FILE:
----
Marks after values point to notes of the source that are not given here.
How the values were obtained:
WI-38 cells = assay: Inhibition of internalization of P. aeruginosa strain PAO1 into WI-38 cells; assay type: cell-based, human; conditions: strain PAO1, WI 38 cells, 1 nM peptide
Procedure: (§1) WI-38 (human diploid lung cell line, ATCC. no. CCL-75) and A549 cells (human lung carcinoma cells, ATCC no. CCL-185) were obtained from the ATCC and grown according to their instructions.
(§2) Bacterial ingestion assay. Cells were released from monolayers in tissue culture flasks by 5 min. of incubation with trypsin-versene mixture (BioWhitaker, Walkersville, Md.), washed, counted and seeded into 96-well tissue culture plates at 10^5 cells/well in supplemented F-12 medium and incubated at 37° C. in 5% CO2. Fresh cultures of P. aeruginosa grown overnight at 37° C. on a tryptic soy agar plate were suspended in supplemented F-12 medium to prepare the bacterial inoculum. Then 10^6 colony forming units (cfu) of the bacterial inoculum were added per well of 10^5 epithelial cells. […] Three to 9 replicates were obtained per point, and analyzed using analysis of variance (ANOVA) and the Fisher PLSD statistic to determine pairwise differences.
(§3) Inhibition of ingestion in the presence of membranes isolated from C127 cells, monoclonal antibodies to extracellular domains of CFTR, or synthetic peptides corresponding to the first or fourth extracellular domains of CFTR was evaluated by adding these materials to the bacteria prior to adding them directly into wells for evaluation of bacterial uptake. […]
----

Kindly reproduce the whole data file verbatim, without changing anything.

Marks after values point to notes of the source that are not given here.
How the values were obtained:
WI-38 cells = assay: Inhibition of internalization of P. aeruginosa strain PAO1 into WI-38 cells; assay type: cell-based, human; conditions: strain PAO1, WI 38 cells, 1 nM peptide
Procedure: (§1) WI-38 (human diploid lung cell line, ATCC. no. CCL-75) and A549 cells (human lung carcinoma cells, ATCC no. CCL-185) were obtained from the ATCC and grown according to their instructions.
(§2) Bacterial ingestion assay. Cells were released from monolayers in tissue culture flasks by 5 min. of incubation with trypsin-versene mixture (BioWhitaker, Walkersville, Md.), washed, counted and seeded into 96-well tissue culture plates at 10^5 cells/well in supplemented F-12 medium and incubated at 37° C. in 5% CO2. Fresh cultures of P. aeruginosa grown overnight at 37° C. on a tryptic soy agar plate were suspended in supplemented F-12 medium to prepare the bacterial inoculum. Then 10^6 colony forming units (cfu) of the bacterial inoculum were added per well of 10^5 epithelial cells. […] Three to 9 replicates were obtained per point, and analyzed using analysis of variance (ANOVA) and the Fisher PLSD statistic to determine pairwise differences.
(§3) Inhibition of ingestion in the presence of membranes isolated from C127 cells, monoclonal antibodies to extracellular domains of CFTR, or synthetic peptides corresponding to the first or fourth extracellular domains of CFTR was evaluated by adding these materials to the bacteria prior to adding them directly into wells for evaluation of bacterial uptake. […]